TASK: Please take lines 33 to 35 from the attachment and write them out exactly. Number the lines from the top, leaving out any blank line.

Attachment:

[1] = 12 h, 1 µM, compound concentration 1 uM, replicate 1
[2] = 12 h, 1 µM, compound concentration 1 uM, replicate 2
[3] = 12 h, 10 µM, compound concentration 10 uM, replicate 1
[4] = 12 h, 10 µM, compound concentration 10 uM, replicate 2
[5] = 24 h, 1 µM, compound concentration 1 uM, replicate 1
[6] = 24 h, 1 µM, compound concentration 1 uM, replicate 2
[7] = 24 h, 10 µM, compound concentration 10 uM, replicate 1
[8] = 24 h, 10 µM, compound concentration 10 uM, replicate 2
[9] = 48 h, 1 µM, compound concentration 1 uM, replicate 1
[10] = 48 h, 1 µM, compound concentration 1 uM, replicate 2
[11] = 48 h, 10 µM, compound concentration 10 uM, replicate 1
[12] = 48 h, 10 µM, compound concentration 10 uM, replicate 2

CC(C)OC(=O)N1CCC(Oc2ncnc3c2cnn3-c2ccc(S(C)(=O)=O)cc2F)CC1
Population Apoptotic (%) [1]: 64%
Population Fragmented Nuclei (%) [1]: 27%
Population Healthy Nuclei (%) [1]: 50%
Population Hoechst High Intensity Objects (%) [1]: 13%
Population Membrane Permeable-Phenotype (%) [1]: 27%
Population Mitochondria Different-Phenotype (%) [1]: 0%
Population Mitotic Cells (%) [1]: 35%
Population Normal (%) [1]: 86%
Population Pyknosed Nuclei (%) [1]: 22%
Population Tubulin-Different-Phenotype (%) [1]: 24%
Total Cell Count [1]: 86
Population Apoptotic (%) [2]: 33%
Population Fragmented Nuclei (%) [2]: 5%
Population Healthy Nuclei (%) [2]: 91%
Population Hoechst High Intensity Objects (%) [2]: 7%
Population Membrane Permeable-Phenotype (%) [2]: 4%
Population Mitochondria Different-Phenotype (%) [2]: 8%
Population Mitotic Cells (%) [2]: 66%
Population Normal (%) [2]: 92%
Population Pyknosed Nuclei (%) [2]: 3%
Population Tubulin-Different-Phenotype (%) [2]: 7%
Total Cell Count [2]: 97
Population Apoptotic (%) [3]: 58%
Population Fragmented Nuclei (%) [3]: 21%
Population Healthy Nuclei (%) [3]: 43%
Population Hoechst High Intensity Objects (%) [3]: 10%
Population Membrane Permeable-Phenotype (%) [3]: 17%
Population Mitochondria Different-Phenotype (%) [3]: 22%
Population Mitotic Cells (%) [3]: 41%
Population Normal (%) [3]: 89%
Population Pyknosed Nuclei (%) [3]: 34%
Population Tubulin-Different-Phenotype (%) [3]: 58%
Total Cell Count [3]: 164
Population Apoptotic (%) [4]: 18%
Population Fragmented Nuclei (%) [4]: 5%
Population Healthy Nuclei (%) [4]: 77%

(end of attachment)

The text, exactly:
Population Pyknosed Nuclei (%) [2]: 3%
Population Tubulin-Different-Phenotype (%) [2]: 7%
Total Cell Count [2]: 97